As we march ever closer to F1 returning to our weekends, some very interesting news has emerged from some diverse corners.
First off, Adrian Newey has claimed that come 2014 when new engine regulations come into effect, those same engines will come to be the deciding factor of performance. To me this is a bit of a no duh moment, but nevertheless very important. The one neat thing about aerodynamic development wars is that new pieces are very visible and also, consequently, easier to copy. Engine performance will remain invisible and thus it could be much harder for rival manufacturers to catch up.
Newey, in the same article, was also critical of ever increasing body and aerodynamic regulations, set to become more stringent with the 2014 regulation changes. 2014, much more so than 2009, seems to be set as a sort of watershed moment for F1. Rather than some dramatic aerodynamic adjustments, 2014 seems set to change the balance of power away from aerodynamics and back to engine performance.
The second bit of news comes from the US where there seems to be a controversy brewing around payments that were expected to be made to the F1 track in Austin after the event was completed. It seems that the Texas Attorney General has hinted that the track may not be eligible for these payments. The track has hit back saying that they took all the necessary steps to ensure that they are. Now, this payment was never going to happen until after the F1 race, so that seems safe, but, should this payment not go through, it may affect the future financial security of the installation.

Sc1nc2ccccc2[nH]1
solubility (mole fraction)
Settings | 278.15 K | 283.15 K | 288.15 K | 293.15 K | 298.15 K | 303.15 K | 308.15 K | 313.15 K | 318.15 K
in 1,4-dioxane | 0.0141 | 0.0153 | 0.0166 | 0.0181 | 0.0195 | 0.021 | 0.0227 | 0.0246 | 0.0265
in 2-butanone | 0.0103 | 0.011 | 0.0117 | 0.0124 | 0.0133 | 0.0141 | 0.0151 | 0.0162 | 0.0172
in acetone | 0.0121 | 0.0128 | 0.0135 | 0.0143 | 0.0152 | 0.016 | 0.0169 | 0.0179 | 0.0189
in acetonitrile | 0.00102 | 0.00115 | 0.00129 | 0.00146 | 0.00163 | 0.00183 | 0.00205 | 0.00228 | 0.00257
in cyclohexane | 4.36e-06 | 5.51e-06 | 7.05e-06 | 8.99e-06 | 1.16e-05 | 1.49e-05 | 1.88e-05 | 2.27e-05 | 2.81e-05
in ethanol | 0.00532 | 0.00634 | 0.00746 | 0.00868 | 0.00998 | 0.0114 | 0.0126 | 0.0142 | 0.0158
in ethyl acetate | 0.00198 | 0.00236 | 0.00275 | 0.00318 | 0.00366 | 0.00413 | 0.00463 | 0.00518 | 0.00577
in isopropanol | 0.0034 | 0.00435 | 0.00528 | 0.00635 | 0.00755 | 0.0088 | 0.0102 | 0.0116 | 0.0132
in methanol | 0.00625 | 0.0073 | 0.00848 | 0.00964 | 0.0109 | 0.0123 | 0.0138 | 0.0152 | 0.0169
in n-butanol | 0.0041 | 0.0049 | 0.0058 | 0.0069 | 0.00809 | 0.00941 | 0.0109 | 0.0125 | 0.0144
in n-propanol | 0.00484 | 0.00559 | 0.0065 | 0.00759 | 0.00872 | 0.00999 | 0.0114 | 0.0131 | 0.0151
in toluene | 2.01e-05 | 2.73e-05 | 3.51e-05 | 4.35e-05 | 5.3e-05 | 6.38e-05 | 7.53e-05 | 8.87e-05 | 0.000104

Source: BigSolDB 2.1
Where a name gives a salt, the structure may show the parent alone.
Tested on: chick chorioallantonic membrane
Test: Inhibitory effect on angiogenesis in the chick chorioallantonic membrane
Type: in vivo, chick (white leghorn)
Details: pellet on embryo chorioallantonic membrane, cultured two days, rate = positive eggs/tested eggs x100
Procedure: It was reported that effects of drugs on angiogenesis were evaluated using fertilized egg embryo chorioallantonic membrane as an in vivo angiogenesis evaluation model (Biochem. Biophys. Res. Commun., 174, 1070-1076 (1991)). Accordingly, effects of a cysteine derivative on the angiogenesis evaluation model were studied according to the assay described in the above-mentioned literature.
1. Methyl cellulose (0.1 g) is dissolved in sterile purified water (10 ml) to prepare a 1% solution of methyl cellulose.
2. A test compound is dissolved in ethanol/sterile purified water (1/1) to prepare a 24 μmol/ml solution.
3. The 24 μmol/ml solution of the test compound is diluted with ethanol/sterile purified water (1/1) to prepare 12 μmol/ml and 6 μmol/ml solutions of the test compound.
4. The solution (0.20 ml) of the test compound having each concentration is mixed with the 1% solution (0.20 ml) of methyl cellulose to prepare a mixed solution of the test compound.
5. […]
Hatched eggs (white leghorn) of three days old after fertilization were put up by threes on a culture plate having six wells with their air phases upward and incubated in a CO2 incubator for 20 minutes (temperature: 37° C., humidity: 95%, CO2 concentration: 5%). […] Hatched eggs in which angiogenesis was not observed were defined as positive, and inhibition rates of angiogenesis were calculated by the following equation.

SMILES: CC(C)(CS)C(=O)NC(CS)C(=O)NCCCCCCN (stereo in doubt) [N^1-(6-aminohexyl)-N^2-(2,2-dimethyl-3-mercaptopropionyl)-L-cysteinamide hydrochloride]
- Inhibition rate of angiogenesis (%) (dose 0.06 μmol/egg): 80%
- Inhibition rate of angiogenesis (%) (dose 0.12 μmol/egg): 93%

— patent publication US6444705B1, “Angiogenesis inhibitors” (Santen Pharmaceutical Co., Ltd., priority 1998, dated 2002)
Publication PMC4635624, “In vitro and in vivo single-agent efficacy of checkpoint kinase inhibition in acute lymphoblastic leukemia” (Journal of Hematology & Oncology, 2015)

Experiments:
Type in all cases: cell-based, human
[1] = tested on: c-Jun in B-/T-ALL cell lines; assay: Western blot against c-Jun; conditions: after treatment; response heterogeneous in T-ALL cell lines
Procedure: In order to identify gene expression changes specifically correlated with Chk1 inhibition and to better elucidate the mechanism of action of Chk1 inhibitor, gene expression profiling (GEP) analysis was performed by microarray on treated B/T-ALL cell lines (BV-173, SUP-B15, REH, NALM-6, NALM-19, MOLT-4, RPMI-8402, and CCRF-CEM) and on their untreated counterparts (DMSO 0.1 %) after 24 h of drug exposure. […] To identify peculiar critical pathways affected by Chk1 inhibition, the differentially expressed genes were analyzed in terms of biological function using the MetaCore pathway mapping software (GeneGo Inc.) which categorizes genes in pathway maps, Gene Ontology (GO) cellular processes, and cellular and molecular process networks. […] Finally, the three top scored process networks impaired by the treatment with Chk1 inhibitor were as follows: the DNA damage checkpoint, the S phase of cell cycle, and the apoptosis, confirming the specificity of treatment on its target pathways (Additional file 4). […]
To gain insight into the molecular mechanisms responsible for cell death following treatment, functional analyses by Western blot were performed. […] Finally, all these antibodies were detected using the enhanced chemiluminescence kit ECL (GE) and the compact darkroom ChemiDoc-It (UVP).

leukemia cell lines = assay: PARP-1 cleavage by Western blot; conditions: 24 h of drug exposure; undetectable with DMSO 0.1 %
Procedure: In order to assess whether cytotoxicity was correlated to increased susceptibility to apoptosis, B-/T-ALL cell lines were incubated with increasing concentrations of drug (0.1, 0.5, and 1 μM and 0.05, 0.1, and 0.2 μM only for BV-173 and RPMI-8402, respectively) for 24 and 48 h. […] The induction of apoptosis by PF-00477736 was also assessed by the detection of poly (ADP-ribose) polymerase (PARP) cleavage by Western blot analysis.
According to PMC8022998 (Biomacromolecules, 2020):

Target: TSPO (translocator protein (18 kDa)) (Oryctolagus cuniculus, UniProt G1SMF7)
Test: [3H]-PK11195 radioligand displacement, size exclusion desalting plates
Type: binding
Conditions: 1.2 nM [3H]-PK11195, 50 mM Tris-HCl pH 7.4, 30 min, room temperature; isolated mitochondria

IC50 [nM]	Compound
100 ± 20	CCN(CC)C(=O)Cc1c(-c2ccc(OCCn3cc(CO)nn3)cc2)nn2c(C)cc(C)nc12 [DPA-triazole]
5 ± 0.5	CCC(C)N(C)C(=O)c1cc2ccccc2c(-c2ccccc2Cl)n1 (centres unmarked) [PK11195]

James Allen is reporting that the McLaren engine control unit (ECU) used on F1 cars is now in a trial at hospitals. The same software that monitors such things as engine temperature, brake temperatures and thousands of other sensors, is now being used to monitor patient vital signs. The advantage lies in the fact that the McLaren unit can take measurements much more frequently through the course of the day, leading to better prevention and trend analysis.
Finally, the German publication Auto Motor und Sport has released their markings out of ten. In true German fashion, their rankings are to the nearest hundredth of a point (as opposed to the nearest half a point) and is the average of markings out of ten made at every race of the season thus far.